Tag Archives: OS
I have been running MS Vista (retail) since Janurary and for the most part no major issues. I don’t love it or hate it, the OS works for me, but there is always small little things, but I can usually work around them. I needed to install Visio the other day for doing some flow charting. I wanted to use the 2007 version, so I downloaded the .ISO image from MSDN, but I don’t have any CD buring sotware installed on the vista machine that would recognize the image.
I downloaded ISOBUSTER and even under the ‘free’ mode, I was able to maniulate the ISO like a ZIP file, got the files off I needed to install Visio and I was on my way to doing very mundane things with various symbols.
Here are images of the motherboard that I went with on this upgrade:
In addition to supporting the first IntelÂ® Quad-Core processor, the Intel Workstation Board S975XBX2 is based on IntelÂ® 975X Express chipset. This combination enables key performance-optimized capabilities such as support for one PCI Express* x16 or multiple PCI Express* x8 graphics cards, as well as 8 GB ECC memory addressability to enable 64-bit computing. For those using storage-intensive applications, the S975XBX2 provides up to eight hard disks configuration with integrated SATA (3.0 Gb/s) RAID.
|IntelÂ® Desktop Board D975XBX2 Features|
|Board Series||Extreme Series|
|Form Factor||ATX (12.00 inches by 9.60 inches [304.80 millimeters by 243.84 millimeters])|
|Processor||IntelÂ® Coreâ„¢2 Extreme Processor based on IntelÂ® Coreâ„¢ microarchitecture delivers world-class performance,as well as superior energy/power efficiency.|
|Chipset||IntelÂ® 975X Express chipset enables key performanceoptimized capabilities.|
|Graphics||PCI Express* with Flexible I/O allows dual x8 and/or single x16 graphics card installation, enabling expanded graphics capability.|
|Memory||Dual Memory-Channel DDR2 533/667/800 MHz ECC DIMMs (8 GB Max) provide a more robust operating environment and faster system response.|
|Audio||IntelÂ® High Definition Audio subsystem in one of the following configurations:
|ATI* CrossFire* Multi-GPU Platform Support||Platform Support ATI CrossFire technology enables two ATI graphics cards to work together for ultimate 3D gaming performance and visual quality.|
|I/O Control||Legacy I/O controller for diskette drive, serial, parallel, and PS/2* ports|
|RAID||IntelÂ® Matrix Storage Technology (RAID 0, 1, 5, and 10) together with discrete Marvell* RAID (0, 1) controler provide data protection against a hard drive failure and quicker access to digital photo, video, and business files.|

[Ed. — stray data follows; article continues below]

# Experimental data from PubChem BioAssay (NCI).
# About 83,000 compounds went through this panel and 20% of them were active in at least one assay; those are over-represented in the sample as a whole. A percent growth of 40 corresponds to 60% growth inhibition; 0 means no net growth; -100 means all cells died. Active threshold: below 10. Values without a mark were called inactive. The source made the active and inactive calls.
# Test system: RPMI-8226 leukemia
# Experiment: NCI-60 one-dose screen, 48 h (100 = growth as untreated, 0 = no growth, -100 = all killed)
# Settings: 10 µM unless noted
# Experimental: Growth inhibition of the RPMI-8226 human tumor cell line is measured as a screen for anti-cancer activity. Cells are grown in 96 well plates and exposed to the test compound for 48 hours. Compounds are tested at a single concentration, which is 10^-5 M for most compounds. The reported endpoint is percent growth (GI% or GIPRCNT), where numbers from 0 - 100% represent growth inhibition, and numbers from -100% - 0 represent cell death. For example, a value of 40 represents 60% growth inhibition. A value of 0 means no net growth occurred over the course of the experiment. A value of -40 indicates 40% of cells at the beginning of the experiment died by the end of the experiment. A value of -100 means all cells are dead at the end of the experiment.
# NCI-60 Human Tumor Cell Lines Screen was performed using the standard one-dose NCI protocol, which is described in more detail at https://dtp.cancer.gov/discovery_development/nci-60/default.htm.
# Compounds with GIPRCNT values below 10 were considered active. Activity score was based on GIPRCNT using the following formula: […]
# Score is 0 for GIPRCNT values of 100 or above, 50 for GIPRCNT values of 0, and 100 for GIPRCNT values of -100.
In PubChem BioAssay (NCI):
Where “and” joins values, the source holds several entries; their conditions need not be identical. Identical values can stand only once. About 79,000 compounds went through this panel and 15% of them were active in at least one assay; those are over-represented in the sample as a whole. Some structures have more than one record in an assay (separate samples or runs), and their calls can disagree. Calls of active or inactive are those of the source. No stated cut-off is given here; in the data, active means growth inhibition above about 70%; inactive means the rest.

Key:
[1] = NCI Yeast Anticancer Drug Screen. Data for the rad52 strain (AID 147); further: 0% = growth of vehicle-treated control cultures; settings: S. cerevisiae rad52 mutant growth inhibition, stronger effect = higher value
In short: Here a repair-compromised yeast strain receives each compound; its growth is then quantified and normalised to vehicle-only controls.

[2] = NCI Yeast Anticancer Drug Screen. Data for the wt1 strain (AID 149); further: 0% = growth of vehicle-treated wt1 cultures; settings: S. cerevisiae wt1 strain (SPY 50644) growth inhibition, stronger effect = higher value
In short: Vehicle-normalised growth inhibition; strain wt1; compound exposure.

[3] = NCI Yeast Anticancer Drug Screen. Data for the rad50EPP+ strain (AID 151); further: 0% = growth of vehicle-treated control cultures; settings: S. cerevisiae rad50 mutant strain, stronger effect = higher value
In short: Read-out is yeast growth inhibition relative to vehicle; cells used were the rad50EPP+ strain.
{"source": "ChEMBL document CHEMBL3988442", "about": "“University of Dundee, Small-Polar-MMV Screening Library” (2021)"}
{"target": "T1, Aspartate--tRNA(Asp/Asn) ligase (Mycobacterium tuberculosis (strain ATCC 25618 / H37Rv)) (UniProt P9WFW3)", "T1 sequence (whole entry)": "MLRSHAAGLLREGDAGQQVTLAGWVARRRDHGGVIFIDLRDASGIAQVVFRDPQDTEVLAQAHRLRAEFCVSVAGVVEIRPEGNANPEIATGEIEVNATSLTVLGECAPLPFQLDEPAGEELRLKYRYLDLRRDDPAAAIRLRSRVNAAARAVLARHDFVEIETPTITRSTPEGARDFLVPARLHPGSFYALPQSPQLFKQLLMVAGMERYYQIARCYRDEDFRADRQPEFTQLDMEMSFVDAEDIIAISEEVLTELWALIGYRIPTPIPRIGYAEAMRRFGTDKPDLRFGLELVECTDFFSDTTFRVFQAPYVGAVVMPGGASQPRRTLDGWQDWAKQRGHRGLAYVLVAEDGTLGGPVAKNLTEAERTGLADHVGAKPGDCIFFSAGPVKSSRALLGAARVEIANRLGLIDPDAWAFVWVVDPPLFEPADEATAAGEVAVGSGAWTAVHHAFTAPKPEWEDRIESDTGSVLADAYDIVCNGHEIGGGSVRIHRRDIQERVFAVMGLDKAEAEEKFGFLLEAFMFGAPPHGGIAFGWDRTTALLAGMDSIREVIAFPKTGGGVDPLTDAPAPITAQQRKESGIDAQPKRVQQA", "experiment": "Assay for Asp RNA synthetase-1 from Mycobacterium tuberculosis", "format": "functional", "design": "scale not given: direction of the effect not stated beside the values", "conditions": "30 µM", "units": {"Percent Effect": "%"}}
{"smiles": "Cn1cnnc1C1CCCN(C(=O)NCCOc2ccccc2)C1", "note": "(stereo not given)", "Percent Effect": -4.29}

|Manageability||IntelÂ® Active Management Technology enables basic out-of-band capabilities for monitoring hardware and software status regardless of OS or power state.|
|LAN Support||Gigabit (10/100/1000 Mbits/sec) LAN subsystem using the IntelÂ® 82573E/82573L Gigabit Ethernet Controller|
The fine people over at Techgage put the Public Beta of Vista to the test:
Currently, the Beta 2 of Vista does not go as far to support SLi. There is no real need to get too in-depth with these benchmarks, as it would be more suitable closer to release.
As it’s been mentioned before, some are recommending that 4GB of ram may be the requirement for a hardcore gamer. Of course, we will see about this in the coming months, when we finally see SLi support and the ability to run crazy resolutions. As it stands right now, chances are that 4GB will only slow down your computer, even with gaming, due to the 2T timings.
Throughout all three 3D Marks, Win x64 comes out the definitive leader. Though 3D Mark 01 is showing it’s age [heck it has been since 2002], Vista falls quite short compared to WinXP. 5,000 points is not a small chunk. The routine continues with 03 and 06. 03 scores around 11% better, and 06 around 2% better in Win x64.
For real-time gaming tests, I used BF2, HL2, Far Cry and Serious Sam 2. All four are first person shooters, and all have their fair share of eye candy and great graphics. To create the average FPS results, I manually played through the same level in each respective game, for five minutes. Results were captured with FRAPS, which supports both 32-Bit and 64-Bit versions of Windows.